• Increasing carbon capture, utilization, and storage (CCUS): Together, the United States and China account for more than 40 percent of global coal consumption. Emissions from coal combustion in the electric power and industrial sectors can be significantly reduced through CCUS. China and the United States will cooperate to overcome barriers to deploying CCUS by implementing several large-scale, integrated CCUS projects in both countries. These demonstrations will engage companies in both countries and allow for enhanced trade and commerce.
  • Increasing energy efficiency in buildings, industry, and transport: The United States and China recognize that there is significant scope for reducing emissions and reducing costs through comprehensive efforts to improve energy efficiency. Both sides commit to intensify their efforts, with an initial focus on promoting the energy efficiency of buildings, which account for over 30 percent of energy use in both countries, including through the use of innovative financing models.
  • Improving greenhouse gas data collection and management: Both countries place a high priority on comprehensive, accurate reporting of economy-wide greenhouse gas emissions data to track progress in reducing emissions and to develop and implement mitigation policies. The United States will work with China to build capacity for collection and management of greenhouse gas emissions data, a critical foundation for smart climate change policies in both countries.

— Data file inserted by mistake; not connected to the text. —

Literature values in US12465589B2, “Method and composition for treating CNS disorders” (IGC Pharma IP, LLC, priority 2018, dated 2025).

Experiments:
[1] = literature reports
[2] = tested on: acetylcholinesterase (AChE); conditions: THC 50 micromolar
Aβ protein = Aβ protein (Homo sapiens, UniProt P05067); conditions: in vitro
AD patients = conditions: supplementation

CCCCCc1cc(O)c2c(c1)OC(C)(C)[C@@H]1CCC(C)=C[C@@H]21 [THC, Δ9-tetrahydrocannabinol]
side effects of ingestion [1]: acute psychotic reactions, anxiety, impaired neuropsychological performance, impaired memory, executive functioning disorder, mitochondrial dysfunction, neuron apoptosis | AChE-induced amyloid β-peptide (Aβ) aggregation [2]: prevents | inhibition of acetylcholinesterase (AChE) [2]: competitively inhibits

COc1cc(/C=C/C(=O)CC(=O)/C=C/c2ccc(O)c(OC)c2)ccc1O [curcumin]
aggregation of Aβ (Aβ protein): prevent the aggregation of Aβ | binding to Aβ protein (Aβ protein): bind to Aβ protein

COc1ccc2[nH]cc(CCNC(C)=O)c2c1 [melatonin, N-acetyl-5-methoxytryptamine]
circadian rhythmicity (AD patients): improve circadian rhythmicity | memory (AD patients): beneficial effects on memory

• Promoting smart grids: The power sector accounts for over one third of U.S. and Chinese carbon emissions. To reduce greenhouse gas emissions from the power sector and put in place a resilient, low-carbon power grid, both countries are developing modern, “smart” grid systems, deploying renewable and clean energy, and improving demand management. The U.S. and China will collaborate on building smart grids that are more resilient, more efficient, and can incorporate more renewable energy and distributed generation.

These initiatives, and others the Working Group will develop, demonstrate the commitment of both countries to combat climate change and complement domestic efforts, including President Obama’s recently announced Climate Action Plan.

Enhanced Policy Dialogues

Recognizing the importance of working through the United Nations Framework Convention on Climate Change (UNFCCC), the United States and China are committed to enhancing our policy dialogue on all aspects of the future agreement.

The Working Group will work to implement the agreement on hydrofluorocarbons (HFCs) reached by President Obama and President Xi at their meeting on June 8, 2013, in Sunnylands, California.

The Working Group will also strengthen the bilateral dialogue on domestic climate policy to enhance mutual understanding of and confidence in each others’ measures.

Tags: , , , , , , , , , , , , , ,